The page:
There’s something about Paris.
As I sip my thick, black coffee and gaze out a centuries-old window to the confused rooftops of this rue Saint-Honoré neighborhood, I feel a sense of home that I don’t really deserve to feel.
I’m an American. I live in a small town in Northern California. I studied French in school, but I’m not fluent. I enjoy art, but I don’t really “get” it. I love food, but I don’t cook. I love Project Runway, but I have no real fashion sense or style. My knowledge of history is spotty at best.
But I feel at home here.
I’ve visited this city more times than the average bear. But only for days at a time. I know Americans who’ve actually lived here. Stayed here. Studied here. Long enough to do laundry. Not me. I’m a visitor.
But it doesn’t feel like it.
I first came here with two of my sisters when I was a college student, and Paris and I began to develop a friendship. I admit I loved her for all the obvious reasons: the Eiffel Tower, the accordion music… After 12 years of study, I knew enough French to arrange a hotel. I practiced that phone call for a good 40 minutes before I dialed, and was stumped when the person on the line asked me a question that made me think I’d dialed the wrong number. When I hung up, my sisters asked, “Well? Did you get us a room?”
“I think so.”
One of the sisters I was with, who is educated in the arts, really understood the significance of the Louvre. When we were planning our limited time there, I made the mistake of saying, “Maybe we should just skip the Louvre. I mean, we could spend the whole day there!”
“‘The whole day?'” she said. “Kristi, people spend their whole lives studying at the Louvre.”
It has become one of the most oft-told family stories. And I didn’t go to the Louvre for 32 years after that. Never had the time.
Paris and I liked each other, nonetheless. She seemed to forgive my lack of sophistication, so I returned to her with my roommate as a young adult. I had just met a guy at the Bon Voyage party we threw for ourselves, and thoughts of him distracted me from my original plan to meet and marry a European prince. Paris knew better.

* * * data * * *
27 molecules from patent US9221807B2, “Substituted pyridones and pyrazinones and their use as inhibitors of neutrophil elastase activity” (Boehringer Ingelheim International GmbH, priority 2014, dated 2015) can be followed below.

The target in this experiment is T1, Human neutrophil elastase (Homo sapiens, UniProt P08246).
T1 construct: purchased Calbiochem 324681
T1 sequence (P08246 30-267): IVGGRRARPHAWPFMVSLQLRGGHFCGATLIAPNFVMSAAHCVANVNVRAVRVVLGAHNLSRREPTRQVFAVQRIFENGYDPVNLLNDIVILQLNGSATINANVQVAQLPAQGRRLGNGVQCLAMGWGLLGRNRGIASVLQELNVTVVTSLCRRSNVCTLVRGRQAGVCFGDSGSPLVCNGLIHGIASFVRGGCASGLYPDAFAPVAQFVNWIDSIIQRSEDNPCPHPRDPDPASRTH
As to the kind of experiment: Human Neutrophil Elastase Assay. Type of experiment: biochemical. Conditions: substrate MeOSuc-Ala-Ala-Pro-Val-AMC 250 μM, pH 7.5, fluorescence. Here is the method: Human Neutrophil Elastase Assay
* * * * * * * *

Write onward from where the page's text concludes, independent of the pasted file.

Then I began to give her my milestones.
I honeymooned in Paris with that guy from the Bon Voyage party. Sweet John. We stayed in a tiny room on the Left Bank. We strolled the Champs-Élysées in the early mornings while all of Paris slept. We visited John’s distant cousin and rekindled lost connections. It was lovely.
Our first child was born nine months later. That was 23 years ago.
I brought our two oldest daughters to Paris when they were young teens. I felt as though I was sharing a discovery I’d made. As though Paris was mine. Another one of my sisters came, too. We wandered through the Musee D’Orsay and savored macarons at Ladurée. We napped on the lawn at Versailles and even visited dear Parisian friends. It felt good to be here. Natural. She welcomed our kids and it made me love her more.
When my dear friend asked me where in the whole wide world I wanted go to celebrate my 50th birthday, and I hissed “PARIS“. So we did it. Two weeks later she and I were strolling along the icy Seine with my sister. The spontaneity of it all was delicious. We visited the Louvre that trip. I won’t tell you how long we stayed, but my other sister would not have been impressed.
Our son traveled to Paris in the summer of his 15th birthday. He stayed with our Parisian friends who have a son Louis’ age. We knew he would love it. And not just because the visit included a stay in St. Tropez. We knew he would love it because it was Paris. And he did.
And now I’ve brought our youngest daughter to celebrate her 16th birthday. Liza is the last of our four to be here. She brought her sketch book and wants to focus on museums. She can’t wait to feel the bohemian vibe of Montmartre. To sip wine with me in the cafés. No touristy itineraries for her.
And I am pleased to oblige.
After all, this is not my first trip to Paris.
And God willing, it will be far from the last.